"Scott seemed to be hit first and hardest by the economy," recalls Larry Joseph, a member of Rosen's local CEO peer group. Says Rosen: "Every month contracts decreased in a steady downward trend. It was a painfully torturous, slow decline." At first Rosen was stumped. Some people -- including his chief financial officer, his sales trainer, and his eight-person board of advisers -- suggested that the problem was Rosen himself. "They said, 'You're not managing your salespeople actively enough, and that's why they're not producing," remembers Rosen.
So Rosen resolved to get tough. He began requiring that the reps submit reports detailing their sales activity, such as phone interviews, appointments, referrals, and even "dials" -- or how many times they picked up the phone to try to reach someone. Such sales reporting is commonplace at larger companies, but Rosen didn't love the slavish approach to tracking productivity. "You could see people getting discouraged. No one likes cold-calling and rejection," he says. So he tried to lighten things up with events such as a summer competition. Csernica won the cash booty by making more than 500 phone calls, netting a record 24 face-to-face meetings. End result: a paltry six sales. "That was very discouraging," says Rosen.
He was losing money almost every month because the reps weren't making enough new sales to replace the corporate contracts that had ended. Sales were down anywhere from 5% to 10% most months, which translated into monthly net losses of about $10,000. And here he was paying his salespeople an average base salary of $60,000 on top of commissions. "My overhead was huge," Rosen says. "I was projecting $11 million in sales, up from $7.6 million. But I rationalized that I was investing in overhead to grow through this. I was in denial."
Then came 9/11. A month later Rosen finally began laying off his sales force. It was an emotional decision -- and one he agonized over with his peer group, one fellow member recalls -- but essentially, he had come to believe that he had no choice if he wanted to stem his losses. And having run out of options with his sales team, he concluded that he could sell his company's services on his own. Not surprisingly, Waks disagreed with Rosen's thinking. "I advised holding on to at least one salesperson," Waks recalls. "Scott didn't always follow my advice."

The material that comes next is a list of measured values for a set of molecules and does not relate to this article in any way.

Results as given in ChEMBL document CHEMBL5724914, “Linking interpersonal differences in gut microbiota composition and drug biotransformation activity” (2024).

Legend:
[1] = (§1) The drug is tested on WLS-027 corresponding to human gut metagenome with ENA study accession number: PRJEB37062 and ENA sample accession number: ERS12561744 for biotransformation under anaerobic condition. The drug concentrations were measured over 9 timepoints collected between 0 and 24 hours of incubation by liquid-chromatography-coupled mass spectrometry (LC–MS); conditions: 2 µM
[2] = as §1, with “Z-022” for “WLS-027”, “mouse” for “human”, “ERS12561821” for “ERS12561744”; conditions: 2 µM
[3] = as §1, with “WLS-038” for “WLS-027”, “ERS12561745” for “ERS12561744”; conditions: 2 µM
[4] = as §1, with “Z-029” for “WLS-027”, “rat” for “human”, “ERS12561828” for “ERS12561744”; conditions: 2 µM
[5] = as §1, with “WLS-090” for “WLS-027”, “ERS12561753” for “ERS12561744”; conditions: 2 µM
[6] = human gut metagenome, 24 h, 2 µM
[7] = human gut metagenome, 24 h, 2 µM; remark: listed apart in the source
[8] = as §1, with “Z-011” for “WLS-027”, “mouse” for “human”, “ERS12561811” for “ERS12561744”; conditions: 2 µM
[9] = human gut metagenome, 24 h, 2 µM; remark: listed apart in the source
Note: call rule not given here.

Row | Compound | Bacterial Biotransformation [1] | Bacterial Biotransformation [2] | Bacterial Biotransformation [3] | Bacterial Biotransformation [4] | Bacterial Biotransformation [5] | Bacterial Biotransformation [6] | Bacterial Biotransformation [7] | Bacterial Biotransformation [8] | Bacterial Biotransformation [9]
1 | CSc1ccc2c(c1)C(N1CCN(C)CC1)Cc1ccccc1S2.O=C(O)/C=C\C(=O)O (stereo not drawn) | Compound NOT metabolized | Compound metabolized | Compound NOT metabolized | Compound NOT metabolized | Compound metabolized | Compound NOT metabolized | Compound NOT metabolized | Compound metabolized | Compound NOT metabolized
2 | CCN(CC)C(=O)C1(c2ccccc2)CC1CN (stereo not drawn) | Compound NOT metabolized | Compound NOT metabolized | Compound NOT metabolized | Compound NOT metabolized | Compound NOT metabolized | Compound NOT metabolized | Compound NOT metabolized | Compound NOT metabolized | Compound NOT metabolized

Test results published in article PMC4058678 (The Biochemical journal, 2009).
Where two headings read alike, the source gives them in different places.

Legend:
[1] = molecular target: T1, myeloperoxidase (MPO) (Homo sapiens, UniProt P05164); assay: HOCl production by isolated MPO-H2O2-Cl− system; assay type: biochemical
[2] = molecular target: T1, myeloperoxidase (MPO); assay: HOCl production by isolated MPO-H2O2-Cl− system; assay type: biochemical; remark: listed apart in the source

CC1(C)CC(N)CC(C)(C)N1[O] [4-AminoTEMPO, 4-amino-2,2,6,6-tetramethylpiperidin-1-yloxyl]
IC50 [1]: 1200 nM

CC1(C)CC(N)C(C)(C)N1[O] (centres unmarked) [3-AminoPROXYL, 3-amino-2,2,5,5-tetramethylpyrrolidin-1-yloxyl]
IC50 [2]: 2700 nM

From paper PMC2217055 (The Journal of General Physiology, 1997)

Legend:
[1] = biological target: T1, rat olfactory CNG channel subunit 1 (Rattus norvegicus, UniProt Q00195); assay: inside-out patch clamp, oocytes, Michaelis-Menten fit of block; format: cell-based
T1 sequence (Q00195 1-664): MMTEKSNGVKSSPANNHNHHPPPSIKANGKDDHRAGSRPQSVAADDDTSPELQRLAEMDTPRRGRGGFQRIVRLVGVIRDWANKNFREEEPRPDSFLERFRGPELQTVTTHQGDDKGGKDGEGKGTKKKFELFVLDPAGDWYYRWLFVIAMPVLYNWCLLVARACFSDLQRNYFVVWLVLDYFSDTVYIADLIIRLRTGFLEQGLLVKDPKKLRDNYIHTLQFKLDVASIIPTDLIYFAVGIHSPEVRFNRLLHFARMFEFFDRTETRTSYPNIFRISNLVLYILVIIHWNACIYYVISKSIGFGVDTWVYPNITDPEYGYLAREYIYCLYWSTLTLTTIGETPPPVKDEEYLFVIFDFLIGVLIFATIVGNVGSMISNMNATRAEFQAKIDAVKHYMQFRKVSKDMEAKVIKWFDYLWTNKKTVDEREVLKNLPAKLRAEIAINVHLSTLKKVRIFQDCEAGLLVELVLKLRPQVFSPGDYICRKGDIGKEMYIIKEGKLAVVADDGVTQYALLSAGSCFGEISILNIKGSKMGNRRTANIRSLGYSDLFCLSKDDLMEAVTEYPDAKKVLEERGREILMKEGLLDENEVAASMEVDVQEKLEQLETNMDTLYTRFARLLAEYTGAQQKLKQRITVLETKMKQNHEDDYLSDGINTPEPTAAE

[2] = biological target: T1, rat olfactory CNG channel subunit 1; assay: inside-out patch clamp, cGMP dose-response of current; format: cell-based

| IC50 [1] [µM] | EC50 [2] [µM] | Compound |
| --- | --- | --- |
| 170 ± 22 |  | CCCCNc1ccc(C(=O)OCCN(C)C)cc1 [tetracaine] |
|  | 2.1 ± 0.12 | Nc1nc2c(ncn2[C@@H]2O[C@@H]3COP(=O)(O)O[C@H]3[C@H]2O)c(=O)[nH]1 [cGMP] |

"I felt this market was conquerable," Rosen responds, "so I was on my white horse trying to prove I could sell through this." Still, for a few days in January 2002, before his three-person support staff reported to work, it was just Rosen and the four walls. "That first day with no one was scary," he says. But he also felt a sense of calm descend upon his deserted office. "I felt like I had some breathing room, some time to figure this out," he says. "I wanted to prove I could make something happen."
The first thing he did was to set a cold-call quota for himself. But he quickly dropped it. "I don't think that's what made me effective before," he says dismissively. Or maybe he was just a little rusty. "I needed to get my rhythm back." Plus, there was no Bob Waks around to help keep Rosen on track: he had fired his sales coach, too. "I said, 'Bob, I'm going to try this on my own. You know what? I need a break. I don't want to be coached." In part, Rosen suggests, it was just obvious to him that Waks's method wasn't working anymore. For Waks, it was a crushing blow, not only because he believed Rosen still needed his help but because the two men had become close friends.
With zeal, Rosen focused on former customers, corporate clients who at one time had been worth millions of dollars to the Rosen Group. He called 15 or 20 of them a day. But whether he went down the list by revenue or alphabetically from Advanta to Vanguard, the outcome rarely varied. "Clients said, 'We like you, you have a good reputation, but we're not hiring now, and we're not using outside recruiters," he says.